Don't be average… take a chance and be an entrepreneur!

Financial freedom comes from entrepreneurship and owning a business that is thriving. Most people understand this, and I would bet that at one point in your life you thought about what it would be like to own your own business. For those under 30, chances are you want to run your own business right now! This is what a University of Phoenix survey of 1,600 adults showed, where 63% of people in their 20s either owned their own business or at least wanted to. For those who were not already entrepreneurs, 55% hoped to be one in the future. As time passes, lack of action -- and possibly failure -- directs people down the conventional path of eight-to-five Monday through Friday, hoping for retirement at 65.

Here's the Depressing Facts...

Only about 10% of the adult population comprised of the employed and unemployed in America owns a business, according to economists of the Small Business Administration. That means that 90% of the adult population is working for someone else or not working at all.

According to various statistics that float around, only one in 10 startups will ultimately make it, and just from general observation, this seems pretty accurate. Gallup, which is generally accurate, recently indicated that there are 26 million businesses in America, but out of that number, 20 million of these reported "businesses" are inactive companies that have no sales, profits, customers, or workers.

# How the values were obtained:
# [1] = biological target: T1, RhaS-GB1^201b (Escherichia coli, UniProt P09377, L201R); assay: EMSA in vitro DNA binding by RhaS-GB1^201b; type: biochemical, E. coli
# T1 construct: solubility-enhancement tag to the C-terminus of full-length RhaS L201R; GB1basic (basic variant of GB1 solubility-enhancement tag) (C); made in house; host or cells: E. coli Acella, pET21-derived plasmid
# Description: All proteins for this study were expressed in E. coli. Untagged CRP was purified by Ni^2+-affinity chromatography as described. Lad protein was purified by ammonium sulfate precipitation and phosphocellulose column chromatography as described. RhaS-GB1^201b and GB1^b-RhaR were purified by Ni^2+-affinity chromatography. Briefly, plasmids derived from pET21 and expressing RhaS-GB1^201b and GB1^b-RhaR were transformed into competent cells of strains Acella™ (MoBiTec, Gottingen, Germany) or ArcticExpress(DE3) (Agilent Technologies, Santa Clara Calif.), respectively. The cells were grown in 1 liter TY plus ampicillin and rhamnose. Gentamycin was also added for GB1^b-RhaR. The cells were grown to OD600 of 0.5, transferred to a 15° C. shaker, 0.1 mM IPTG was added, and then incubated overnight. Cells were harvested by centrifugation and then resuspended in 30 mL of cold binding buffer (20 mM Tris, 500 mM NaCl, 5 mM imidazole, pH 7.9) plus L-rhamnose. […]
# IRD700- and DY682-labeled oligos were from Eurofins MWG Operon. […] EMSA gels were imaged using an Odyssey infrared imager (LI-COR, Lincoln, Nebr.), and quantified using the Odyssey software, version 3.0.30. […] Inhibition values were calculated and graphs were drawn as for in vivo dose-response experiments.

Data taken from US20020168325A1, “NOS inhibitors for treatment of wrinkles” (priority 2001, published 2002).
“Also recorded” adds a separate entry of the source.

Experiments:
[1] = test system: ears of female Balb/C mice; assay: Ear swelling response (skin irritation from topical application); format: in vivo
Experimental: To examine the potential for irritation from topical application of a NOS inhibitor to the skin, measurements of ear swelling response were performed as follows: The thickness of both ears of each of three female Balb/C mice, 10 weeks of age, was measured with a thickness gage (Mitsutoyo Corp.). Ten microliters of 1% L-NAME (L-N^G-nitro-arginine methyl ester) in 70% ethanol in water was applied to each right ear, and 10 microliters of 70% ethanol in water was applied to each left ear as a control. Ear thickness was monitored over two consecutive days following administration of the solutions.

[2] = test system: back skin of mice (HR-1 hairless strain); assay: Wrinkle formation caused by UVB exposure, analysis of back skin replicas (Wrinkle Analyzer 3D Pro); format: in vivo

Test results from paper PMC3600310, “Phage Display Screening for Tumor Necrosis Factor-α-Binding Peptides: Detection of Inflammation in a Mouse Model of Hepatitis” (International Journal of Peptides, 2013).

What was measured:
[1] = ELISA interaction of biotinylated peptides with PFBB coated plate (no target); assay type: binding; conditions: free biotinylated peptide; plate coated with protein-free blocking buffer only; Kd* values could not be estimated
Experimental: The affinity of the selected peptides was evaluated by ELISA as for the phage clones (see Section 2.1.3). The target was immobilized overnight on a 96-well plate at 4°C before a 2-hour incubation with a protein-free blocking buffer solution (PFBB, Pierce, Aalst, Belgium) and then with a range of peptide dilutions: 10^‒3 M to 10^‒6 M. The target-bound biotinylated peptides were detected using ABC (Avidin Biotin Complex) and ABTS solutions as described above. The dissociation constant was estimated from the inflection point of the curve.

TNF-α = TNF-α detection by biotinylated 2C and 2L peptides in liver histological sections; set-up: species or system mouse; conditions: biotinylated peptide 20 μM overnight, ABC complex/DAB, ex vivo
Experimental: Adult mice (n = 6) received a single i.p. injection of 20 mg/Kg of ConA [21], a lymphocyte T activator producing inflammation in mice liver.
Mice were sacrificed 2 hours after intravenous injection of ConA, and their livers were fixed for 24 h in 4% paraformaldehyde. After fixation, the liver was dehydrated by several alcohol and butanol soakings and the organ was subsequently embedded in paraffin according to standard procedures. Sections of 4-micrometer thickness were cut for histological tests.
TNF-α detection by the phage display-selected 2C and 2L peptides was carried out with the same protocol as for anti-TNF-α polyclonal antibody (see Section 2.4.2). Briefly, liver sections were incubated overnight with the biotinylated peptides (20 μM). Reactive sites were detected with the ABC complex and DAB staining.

So to say the least, running a business is hard.

Here's the Deal: Average Statistics Scare off Average People

The problem with average statistics, however, is that they are representing average attempts, conventional wisdom, and a great deal of people that don't have the commitment it takes to be successful.

Just do it: a large portion of the 90% of people that are working regular jobs that say they would like to own their own business will never try. People who don't try have 0 chance of owning their own business. Dramatically increase your odds by actually trying.

Persist: understand that the beginning is the hardest part, and you have to break into the industry to be successful. This is true of gaining experience, obtaining customers, generating sustainable income, and building out your network. All of these areas, when starting out, are likely to be in their infant stages and will take persistence to breakout into sustainable success.

Serve others: most people going into business are thinking about themselves swimming in money, rather than serving others with the highest level of quality. Successful business owners understand that their success comes from giving others around them positive experiences, and they prioritize this in their practice.

Don't be average: this is true from the way you think, act, and conduct yourself in everyday life. Successful business owners have a long-term perspective on things and are not recklessly impulsive the way the average "Shmoe" tends to be. Take some time to analyze successful people and you'll quickly find out they are far from average.

Aside from being handed millions of dollars, financial freedom today will come from owning your own business and generating significant cash-flow that isn't capped by an employer who is occupied building his own business (think about that).

Overall, other people's general way of life and thinking does not need to be you. In all aspects of life, if you don't want to be part of the general statistic, you have no other choice but to think differently and be exceptional.